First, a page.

Feral goats targeted in Western Australia to save local biodiversity22/04/2009 14:16:57 Goats targeted in Western Australia's Kalbarri National Park
April 2009. Feral goats infesting Kalbarri National Park have been targeted in a culling operation to protect fragile plant and animal communities in the unique Murchison Gorge system. A total of 380 goats were culled by the Department of Environment and Conservation (DEC) over five days in March, a time of year when goats are concentrated along the Murchison Gorge and when visitor numbers are at seasonal lows.
Alien species have driven out native flora and fauna
Black footed rock wallaby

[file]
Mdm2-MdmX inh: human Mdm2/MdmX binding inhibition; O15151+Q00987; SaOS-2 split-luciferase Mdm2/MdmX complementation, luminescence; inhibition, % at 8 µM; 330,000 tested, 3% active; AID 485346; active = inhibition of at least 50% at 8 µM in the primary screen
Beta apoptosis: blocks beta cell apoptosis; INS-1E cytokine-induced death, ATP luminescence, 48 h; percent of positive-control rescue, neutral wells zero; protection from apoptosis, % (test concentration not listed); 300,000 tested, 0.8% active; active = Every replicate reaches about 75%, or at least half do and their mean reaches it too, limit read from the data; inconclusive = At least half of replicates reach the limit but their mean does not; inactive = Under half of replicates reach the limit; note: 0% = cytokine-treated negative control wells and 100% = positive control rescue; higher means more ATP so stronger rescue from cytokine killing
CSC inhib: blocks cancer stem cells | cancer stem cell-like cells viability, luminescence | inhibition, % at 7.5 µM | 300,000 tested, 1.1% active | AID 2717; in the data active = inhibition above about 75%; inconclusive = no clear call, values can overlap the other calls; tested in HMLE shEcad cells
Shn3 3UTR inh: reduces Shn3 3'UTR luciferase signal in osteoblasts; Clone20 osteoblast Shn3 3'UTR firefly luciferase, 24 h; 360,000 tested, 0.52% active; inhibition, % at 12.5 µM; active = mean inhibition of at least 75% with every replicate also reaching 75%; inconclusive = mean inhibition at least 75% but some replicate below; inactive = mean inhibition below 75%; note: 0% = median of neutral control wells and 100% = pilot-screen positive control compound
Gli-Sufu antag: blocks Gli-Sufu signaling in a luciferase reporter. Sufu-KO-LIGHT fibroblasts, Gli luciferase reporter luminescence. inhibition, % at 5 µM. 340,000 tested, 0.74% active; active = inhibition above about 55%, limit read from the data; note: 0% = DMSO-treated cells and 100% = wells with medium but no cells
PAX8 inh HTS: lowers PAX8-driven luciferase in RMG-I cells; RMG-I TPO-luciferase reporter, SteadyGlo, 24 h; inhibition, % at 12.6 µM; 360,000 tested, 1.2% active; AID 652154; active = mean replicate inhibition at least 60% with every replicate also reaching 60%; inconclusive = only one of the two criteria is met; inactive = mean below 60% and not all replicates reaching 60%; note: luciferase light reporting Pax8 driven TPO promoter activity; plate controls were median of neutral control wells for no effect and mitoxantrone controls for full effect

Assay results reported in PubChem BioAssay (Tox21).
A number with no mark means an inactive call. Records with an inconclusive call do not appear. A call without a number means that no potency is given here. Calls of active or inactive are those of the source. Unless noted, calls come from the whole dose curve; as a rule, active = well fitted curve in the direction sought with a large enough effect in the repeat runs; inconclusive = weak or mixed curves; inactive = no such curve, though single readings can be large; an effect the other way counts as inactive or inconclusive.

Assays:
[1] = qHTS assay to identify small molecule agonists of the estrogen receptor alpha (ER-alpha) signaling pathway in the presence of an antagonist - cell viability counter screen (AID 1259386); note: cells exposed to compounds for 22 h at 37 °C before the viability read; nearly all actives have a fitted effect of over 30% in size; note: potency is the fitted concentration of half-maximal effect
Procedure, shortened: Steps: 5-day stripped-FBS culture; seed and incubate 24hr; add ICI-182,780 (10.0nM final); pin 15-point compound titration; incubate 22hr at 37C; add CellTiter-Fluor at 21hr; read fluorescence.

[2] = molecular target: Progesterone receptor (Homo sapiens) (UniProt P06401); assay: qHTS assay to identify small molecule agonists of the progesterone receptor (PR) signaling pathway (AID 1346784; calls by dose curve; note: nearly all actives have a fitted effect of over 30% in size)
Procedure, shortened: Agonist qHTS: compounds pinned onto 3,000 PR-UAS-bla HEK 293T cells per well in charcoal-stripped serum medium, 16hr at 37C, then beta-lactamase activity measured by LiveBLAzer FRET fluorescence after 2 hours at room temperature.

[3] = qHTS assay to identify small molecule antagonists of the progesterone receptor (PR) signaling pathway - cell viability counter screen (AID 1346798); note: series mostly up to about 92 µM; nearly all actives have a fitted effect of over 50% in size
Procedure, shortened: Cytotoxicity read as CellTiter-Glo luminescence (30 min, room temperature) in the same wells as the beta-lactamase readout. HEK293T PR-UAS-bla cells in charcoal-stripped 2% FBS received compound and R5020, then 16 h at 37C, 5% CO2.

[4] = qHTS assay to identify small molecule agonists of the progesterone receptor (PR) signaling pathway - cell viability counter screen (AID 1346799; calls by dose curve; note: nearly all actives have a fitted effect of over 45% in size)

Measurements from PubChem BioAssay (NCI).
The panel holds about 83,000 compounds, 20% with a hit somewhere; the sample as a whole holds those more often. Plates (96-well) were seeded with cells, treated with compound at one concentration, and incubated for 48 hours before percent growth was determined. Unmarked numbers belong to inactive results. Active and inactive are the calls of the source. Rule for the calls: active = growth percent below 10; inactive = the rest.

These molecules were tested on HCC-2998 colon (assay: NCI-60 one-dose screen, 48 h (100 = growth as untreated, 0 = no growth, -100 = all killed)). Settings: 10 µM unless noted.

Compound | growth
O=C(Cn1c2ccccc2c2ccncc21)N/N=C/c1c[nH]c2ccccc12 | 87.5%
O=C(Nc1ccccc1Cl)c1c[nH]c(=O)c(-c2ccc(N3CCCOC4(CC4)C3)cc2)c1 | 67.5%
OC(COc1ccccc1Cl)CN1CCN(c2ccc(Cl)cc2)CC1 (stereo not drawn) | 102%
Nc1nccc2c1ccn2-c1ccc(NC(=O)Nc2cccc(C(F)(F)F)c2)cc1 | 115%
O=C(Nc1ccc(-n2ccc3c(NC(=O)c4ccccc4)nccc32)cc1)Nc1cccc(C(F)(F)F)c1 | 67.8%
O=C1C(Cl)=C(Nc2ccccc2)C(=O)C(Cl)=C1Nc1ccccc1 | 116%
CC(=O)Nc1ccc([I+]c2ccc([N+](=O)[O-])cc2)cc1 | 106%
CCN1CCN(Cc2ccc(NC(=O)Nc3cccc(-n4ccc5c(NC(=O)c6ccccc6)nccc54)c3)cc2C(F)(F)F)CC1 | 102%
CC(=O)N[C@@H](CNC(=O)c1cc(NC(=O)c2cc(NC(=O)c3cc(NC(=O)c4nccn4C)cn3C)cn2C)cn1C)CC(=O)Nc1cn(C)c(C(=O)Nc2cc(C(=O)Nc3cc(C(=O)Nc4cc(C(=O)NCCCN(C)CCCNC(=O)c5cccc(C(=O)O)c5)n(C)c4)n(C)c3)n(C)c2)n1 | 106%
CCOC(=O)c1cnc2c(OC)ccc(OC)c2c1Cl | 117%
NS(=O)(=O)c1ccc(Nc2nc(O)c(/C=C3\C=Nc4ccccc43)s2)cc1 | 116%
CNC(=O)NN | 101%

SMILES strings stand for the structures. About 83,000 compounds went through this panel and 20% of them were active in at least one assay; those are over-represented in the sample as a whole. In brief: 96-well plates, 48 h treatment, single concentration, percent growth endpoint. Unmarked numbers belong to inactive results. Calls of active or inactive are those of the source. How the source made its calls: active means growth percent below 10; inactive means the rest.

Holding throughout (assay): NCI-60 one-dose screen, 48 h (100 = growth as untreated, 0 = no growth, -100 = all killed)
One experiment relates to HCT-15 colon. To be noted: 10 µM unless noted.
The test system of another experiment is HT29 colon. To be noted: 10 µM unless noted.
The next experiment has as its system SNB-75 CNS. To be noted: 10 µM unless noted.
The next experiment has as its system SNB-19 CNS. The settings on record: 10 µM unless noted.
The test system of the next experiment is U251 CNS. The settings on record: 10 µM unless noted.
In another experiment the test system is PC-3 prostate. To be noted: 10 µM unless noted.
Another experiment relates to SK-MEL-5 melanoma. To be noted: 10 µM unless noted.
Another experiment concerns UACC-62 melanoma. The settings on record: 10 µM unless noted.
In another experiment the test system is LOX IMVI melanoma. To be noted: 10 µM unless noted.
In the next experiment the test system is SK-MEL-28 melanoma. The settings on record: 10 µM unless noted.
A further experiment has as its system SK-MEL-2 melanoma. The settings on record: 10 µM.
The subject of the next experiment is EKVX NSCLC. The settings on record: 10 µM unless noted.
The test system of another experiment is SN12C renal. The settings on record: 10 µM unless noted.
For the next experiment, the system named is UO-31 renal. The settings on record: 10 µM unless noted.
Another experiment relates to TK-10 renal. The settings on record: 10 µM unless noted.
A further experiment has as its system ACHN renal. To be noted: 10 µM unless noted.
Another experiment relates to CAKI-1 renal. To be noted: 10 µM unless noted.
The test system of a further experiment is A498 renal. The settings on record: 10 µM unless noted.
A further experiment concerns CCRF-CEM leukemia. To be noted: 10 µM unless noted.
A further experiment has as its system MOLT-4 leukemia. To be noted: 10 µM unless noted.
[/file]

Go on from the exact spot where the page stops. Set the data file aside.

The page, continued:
"Fox baiting is undertaken regularly in the park and the ongoing control of goats should permit the eventual return of rock-wallabies, as well as other fauna."
An aerial survey to be undertaken next August will provide an indication of goat numbers across the park and nearby properties. Mr Paxman said study sites have been fenced to exclude goats, and monitoring has confirmed that goats are having a significant impact on the park's vegetation.
"Goats remove palatable plants resulting in increases of spiny shrubs and they heavily graze regrowth," he said. "Their control will be a vital step in the process of rehabilitating the fauna and flora of Kalbarri National Park."